Postal reform commission delivers final report

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Washington, D.C.--After eight months of public meetings, the President's Commission on the U.S. Postal Service, a nine-member bipartisan committee of private enterprise executives, announced Thursday that it has delivered its final report to President Bush.

The report contains recommendations for both legislative and administrative reforms of the USPS' business model.

Various trade associations, including the Magazine Publishers of America, applauded the recommendations.

The Mailing Industry CEO Council, a lobbying group, said it would like to see the commission's hard work pay off. "We now hope that the administration and Congress will take timely action to put these critical recommendations into effect," said Michael J. Critelli, chairman of the trade group and chairman-CEO of Pitney Bowes Inc.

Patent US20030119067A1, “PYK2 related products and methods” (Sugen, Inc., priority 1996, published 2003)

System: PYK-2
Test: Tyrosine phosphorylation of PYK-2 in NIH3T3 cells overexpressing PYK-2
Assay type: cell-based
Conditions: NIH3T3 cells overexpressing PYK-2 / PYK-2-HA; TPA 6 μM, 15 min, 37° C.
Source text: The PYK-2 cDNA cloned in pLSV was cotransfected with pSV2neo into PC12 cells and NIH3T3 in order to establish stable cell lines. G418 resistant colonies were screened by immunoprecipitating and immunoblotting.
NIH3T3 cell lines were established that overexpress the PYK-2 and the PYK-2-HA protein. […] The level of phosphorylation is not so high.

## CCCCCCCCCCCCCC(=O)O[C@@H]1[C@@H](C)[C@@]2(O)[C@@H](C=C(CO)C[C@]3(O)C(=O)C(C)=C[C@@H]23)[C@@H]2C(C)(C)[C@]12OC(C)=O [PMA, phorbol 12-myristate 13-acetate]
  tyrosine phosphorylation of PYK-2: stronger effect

The Direct Marketing Association agreed, urging Congress to seize the opportunity to enact reform legislation. "It's up to Congress to ensure that the President's Commission's hard work wasn't done in vain," said Jerry Cerasale, senior VP-government affairs at the DMA, in a statement.

American Postal Workers Union President William Burrus issued a strongly worded statement denouncing the report, calling it "seriously flawed" and vowing a "vigorous campaign to ensure that its recommendations do not become law." He said the recommendations serve "only the needs of the big advertising mailers at the expense of the American people," adding that the specific recommendations on collective bargaining "are fundamentally dishonest."

--Carol Krol

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